A federal judge Wednesday ordered the U.S. government to pay $17.8 million to a family who lost four members when a Marine Corps fighter jet crashed into their San Diego home in 2008.
U.S. District Judge Jeffrey Miller's ruling followed the nonjury trial of a $56 million lawsuit the family filed against the government.
Don Yoon lost his wife, Youngmi Lee Yoon, 38; his 15-month-old daughter, Grace; his 2-month-old daughter, Rachel; and his mother-in-law, Seokim Kim Lee, 59, who was visiting from Korea to help her eldest daughter take care of their children.
Yoon said Miller's ruling was "thoughtful, reasoned and just."
During the trial, Yoon broke down crying throughout his testimony, which came three years to the day when he buried his wife and daughters in the same casket. He told the judge he only looks forward to the day he can join them.
"Our family is relieved this part of the process is over, but no sum of money will ever make up for the loss of our loved ones," he said.
The Marine Corps has said the plane sustained a mechanical failure, but a series of bad decisions led the pilot -- a student -- to bypass a potentially safe landing at a coastal Navy base after his engine failed Dec. 8, 2008. The pilot ejected and told investigators he screamed in horror as he watched the jet plow into the neighborhood, burning two homes.
The case was unique in that the government admitted liability but disputed how much should be paid to Yoon and his extended family. Government lawyers had put economic losses at about $1 million but left it up to Miller to decide how much should be paid for the loss of love and companionship.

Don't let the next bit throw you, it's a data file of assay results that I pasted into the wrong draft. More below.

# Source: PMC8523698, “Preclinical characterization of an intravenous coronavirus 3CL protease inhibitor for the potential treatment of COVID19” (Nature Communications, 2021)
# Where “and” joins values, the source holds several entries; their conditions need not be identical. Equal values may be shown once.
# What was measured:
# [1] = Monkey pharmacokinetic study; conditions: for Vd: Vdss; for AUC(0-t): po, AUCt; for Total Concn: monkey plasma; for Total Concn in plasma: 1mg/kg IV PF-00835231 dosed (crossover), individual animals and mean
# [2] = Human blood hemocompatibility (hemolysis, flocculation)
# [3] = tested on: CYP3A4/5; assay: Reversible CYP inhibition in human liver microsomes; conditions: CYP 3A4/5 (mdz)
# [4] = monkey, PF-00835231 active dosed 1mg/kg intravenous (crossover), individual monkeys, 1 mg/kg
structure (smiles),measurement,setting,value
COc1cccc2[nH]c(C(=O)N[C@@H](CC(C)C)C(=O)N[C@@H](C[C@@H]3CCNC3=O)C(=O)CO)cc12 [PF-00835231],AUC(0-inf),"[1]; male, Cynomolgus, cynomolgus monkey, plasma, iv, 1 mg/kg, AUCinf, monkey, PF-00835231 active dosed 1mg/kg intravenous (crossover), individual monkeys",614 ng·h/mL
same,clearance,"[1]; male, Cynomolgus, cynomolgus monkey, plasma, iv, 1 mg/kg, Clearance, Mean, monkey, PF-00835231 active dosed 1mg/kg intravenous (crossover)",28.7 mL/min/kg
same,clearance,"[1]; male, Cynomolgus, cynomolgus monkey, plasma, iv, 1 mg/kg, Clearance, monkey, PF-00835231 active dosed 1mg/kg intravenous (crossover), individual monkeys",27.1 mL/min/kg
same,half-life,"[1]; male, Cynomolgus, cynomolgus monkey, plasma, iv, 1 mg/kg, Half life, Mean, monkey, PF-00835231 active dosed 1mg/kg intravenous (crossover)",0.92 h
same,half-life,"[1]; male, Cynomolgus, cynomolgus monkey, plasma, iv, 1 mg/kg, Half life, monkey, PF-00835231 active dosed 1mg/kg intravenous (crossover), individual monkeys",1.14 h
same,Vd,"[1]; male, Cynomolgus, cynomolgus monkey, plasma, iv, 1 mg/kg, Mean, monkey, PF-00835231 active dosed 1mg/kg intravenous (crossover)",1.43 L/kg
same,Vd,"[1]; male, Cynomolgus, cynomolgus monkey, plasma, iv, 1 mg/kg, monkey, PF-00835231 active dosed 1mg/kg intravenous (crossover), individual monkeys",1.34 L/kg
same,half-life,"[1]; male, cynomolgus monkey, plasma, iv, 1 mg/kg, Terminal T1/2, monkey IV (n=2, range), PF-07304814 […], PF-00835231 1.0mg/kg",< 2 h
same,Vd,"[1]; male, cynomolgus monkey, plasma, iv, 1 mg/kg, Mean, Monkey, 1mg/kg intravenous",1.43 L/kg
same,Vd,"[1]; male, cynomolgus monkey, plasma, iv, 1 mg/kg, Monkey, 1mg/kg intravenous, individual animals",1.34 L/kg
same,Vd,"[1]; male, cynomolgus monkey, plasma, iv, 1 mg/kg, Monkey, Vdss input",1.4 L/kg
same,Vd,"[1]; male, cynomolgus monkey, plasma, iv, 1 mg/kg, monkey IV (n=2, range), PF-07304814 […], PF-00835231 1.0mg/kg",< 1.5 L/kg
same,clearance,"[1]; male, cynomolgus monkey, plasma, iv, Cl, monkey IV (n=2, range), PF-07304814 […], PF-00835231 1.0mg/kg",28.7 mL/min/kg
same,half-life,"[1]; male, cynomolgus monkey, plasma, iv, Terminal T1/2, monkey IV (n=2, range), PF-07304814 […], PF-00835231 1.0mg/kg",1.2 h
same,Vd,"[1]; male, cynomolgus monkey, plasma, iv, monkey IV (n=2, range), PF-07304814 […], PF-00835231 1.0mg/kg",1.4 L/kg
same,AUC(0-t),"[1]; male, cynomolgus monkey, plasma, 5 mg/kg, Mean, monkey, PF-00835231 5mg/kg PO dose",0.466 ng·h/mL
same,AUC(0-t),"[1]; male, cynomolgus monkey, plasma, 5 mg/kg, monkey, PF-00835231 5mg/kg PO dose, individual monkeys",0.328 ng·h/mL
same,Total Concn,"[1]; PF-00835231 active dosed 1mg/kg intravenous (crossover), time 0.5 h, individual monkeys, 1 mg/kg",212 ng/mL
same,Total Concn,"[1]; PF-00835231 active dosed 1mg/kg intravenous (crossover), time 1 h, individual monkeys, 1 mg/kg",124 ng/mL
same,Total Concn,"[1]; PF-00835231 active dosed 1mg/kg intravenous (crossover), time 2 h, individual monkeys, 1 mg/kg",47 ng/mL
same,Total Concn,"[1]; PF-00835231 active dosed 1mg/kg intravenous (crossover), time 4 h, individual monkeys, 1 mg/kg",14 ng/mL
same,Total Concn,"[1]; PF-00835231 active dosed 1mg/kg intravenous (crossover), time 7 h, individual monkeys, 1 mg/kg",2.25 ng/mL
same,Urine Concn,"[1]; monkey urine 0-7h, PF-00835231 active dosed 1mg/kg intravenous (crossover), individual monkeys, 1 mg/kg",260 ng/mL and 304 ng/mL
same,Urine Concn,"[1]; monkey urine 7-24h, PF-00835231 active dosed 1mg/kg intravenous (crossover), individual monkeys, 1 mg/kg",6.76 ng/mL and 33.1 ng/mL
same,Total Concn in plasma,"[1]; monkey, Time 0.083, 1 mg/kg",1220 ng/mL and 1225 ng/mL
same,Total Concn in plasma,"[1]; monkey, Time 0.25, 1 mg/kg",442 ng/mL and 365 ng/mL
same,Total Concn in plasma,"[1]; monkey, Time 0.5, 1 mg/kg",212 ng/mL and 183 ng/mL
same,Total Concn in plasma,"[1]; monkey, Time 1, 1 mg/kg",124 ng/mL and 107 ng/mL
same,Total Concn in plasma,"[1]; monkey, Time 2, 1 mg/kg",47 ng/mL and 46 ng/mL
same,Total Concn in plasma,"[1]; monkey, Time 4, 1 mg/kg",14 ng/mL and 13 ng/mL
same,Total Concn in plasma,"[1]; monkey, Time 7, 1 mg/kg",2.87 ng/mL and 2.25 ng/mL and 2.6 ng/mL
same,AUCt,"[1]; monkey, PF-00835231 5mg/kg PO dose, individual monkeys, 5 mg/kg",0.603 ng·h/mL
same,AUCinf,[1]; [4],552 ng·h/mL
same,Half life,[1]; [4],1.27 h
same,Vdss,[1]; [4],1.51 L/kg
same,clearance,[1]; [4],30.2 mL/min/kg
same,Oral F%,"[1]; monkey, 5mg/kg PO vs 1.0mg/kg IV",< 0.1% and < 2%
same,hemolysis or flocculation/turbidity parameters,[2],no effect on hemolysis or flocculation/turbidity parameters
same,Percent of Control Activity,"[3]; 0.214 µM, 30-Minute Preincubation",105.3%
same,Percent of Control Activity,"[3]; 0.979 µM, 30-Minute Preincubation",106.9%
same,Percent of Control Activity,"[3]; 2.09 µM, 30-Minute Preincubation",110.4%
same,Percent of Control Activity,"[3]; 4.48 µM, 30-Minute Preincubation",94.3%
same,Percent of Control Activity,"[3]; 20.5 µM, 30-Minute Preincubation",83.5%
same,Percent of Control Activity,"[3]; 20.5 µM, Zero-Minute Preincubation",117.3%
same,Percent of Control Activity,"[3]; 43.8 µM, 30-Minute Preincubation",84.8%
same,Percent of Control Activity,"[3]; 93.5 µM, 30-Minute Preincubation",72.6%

The judge said the deaths of the two girls deprived Yoon of "the comfort, companionship, society and love a young child is capable of providing to a new parent and, then, in later life. By all accounts, the Yoon girls would have been raised with traditional cultural and family values emphasizing love and devotion to parents and family."
He awarded Yoon about $9.6 million, and his father-in-law, Sanghyun Lee, about $3.7 million. He said $1.5 million should go to each of Lee's three adult children for the loss of their mother, Seokim Kim Lee.
Miller called Seokim Kim Lee an "extraordinary woman whose profound and loving influence greatly molded, directly or indirectly, virtually every plaintiff in this case."
Her husband and children had flown in from Korea to testify.
"And it's that remarkable influence which informs and helps to measure what fair and reasonable compensation should be awarded in this case," Miller said.
During the trial, the family's attorney, Brian Panish, showed photographs and videos depicting a close-knit farming family whose lives were shattered on two continents by the crash.
Youngmi Lee came to the United States in 2004 to marry Yoon.
Yoon said he harbors no ill will toward the Marine pilot "who did everything he could to prevent this tragedy," but he added that his family believes "that misguided attempts by the military to save money and cut costs" contributed to the crash.
"If the cost of paying fair compensation as ordered by this court will be factored into the daily decisions by our military in its operations that affect both military and civilian safety," other families may be saved, the family's statement said.
The military disciplined 13 members of the Marines and the Navy for the errors.